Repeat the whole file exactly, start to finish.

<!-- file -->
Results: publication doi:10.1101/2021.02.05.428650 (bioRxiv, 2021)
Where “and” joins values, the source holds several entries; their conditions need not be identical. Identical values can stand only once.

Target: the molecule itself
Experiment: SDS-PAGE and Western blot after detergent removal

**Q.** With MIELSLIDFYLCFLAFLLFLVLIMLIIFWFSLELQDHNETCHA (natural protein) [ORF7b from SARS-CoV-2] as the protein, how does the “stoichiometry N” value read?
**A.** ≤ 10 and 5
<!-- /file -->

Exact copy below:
Results: publication doi:10.1101/2021.02.05.428650 (bioRxiv, 2021)
Where “and” joins values, the source holds several entries; their conditions need not be identical. Identical values can stand only once.

Target: the molecule itself
Experiment: SDS-PAGE and Western blot after detergent removal

**Q.** With MIELSLIDFYLCFLAFLLFLVLIMLIIFWFSLELQDHNETCHA (natural protein) [ORF7b from SARS-CoV-2] as the protein, how does the “stoichiometry N” value read?
**A.** ≤ 10 and 5